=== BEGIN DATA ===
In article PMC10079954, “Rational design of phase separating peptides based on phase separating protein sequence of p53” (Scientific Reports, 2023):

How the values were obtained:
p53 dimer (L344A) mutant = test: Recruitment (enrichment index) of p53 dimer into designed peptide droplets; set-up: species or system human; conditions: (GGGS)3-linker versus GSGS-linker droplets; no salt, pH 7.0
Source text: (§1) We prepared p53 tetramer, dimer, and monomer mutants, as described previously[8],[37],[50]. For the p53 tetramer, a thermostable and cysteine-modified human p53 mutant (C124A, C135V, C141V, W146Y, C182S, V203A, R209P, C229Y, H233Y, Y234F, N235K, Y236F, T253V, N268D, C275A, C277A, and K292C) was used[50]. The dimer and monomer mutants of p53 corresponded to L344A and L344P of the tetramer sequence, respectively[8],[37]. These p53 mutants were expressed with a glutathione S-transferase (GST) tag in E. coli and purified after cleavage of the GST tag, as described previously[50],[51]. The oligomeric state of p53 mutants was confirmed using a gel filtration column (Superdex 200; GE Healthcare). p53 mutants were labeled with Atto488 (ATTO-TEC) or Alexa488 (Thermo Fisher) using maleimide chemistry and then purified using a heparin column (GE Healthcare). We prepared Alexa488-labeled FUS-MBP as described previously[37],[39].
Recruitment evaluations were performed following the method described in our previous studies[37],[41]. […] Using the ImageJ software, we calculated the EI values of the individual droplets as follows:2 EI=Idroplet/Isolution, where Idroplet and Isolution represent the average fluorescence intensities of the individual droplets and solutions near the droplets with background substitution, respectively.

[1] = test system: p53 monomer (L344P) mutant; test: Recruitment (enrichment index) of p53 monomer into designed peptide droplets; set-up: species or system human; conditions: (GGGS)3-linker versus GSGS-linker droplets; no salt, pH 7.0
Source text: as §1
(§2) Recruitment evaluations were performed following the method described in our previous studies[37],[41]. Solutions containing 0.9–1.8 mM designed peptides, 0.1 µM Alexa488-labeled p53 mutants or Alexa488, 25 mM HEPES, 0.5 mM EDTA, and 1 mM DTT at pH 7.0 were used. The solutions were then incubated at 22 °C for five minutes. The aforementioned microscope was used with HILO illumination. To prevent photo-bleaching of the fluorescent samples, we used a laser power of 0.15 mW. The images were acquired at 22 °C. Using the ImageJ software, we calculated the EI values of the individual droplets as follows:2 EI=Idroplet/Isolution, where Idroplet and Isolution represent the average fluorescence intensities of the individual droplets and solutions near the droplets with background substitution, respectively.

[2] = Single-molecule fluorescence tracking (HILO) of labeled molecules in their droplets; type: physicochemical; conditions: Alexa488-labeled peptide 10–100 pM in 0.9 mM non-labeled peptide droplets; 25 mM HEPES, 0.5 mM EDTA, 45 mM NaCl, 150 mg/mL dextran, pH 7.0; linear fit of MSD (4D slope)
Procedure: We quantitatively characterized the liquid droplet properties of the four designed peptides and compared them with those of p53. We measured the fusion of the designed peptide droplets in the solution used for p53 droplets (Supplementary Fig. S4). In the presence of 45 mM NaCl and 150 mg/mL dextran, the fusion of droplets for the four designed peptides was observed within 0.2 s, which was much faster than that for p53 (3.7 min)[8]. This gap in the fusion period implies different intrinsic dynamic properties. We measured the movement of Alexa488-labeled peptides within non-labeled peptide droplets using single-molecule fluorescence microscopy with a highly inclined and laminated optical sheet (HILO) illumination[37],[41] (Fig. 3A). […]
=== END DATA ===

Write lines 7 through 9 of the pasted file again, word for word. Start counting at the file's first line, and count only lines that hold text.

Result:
Source text: as §1
(§2) Recruitment evaluations were performed following the method described in our previous studies[37],[41]. Solutions containing 0.9–1.8 mM designed peptides, 0.1 µM Alexa488-labeled p53 mutants or Alexa488, 25 mM HEPES, 0.5 mM EDTA, and 1 mM DTT at pH 7.0 were used. The solutions were then incubated at 22 °C for five minutes. The aforementioned microscope was used with HILO illumination. To prevent photo-bleaching of the fluorescent samples, we used a laser power of 0.15 mW. The images were acquired at 22 °C. Using the ImageJ software, we calculated the EI values of the individual droplets as follows:2 EI=Idroplet/Isolution, where Idroplet and Isolution represent the average fluorescence intensities of the individual droplets and solutions near the droplets with background substitution, respectively.

[2] = Single-molecule fluorescence tracking (HILO) of labeled molecules in their droplets; type: physicochemical; conditions: Alexa488-labeled peptide 10–100 pM in 0.9 mM non-labeled peptide droplets; 25 mM HEPES, 0.5 mM EDTA, 45 mM NaCl, 150 mg/mL dextran, pH 7.0; linear fit of MSD (4D slope)